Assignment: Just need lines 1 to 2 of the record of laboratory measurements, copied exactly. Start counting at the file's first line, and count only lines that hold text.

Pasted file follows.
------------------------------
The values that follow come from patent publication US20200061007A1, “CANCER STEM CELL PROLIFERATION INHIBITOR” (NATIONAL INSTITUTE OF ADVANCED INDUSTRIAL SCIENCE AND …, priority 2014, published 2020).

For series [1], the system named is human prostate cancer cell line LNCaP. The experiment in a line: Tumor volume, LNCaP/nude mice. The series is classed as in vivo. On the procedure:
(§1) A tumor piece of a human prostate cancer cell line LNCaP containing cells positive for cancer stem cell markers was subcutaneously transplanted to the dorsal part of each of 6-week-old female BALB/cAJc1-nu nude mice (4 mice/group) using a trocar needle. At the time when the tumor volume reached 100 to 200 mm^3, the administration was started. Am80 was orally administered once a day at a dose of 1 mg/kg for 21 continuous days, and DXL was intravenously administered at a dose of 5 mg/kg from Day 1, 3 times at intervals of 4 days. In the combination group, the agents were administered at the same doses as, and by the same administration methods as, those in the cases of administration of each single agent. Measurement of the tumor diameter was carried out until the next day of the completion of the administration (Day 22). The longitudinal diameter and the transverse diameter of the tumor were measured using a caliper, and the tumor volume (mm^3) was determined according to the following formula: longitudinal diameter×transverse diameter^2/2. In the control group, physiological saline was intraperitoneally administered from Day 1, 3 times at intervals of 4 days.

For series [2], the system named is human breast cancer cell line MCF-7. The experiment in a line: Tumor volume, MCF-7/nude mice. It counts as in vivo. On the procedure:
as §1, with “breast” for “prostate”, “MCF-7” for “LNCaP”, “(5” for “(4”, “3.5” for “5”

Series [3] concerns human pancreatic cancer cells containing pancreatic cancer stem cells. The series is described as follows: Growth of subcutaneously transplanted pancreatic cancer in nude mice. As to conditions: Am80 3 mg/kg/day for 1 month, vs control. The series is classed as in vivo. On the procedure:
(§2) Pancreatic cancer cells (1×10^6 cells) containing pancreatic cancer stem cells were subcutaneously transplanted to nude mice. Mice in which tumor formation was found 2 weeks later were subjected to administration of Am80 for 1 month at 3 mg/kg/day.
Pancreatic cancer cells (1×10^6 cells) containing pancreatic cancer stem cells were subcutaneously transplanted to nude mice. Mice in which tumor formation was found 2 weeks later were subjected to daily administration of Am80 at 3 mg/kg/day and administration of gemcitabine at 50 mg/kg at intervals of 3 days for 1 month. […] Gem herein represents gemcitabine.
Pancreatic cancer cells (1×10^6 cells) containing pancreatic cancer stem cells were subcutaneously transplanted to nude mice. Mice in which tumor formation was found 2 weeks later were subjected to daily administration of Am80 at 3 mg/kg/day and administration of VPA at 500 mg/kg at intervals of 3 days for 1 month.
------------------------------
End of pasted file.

The values that follow come from patent publication US20200061007A1, “CANCER STEM CELL PROLIFERATION INHIBITOR” (NATIONAL INSTITUTE OF ADVANCED INDUSTRIAL SCIENCE AND …, priority 2014, published 2020).

For series [1], the system named is human prostate cancer cell line LNCaP. The experiment in a line: Tumor volume, LNCaP/nude mice. The series is classed as in vivo. On the procedure: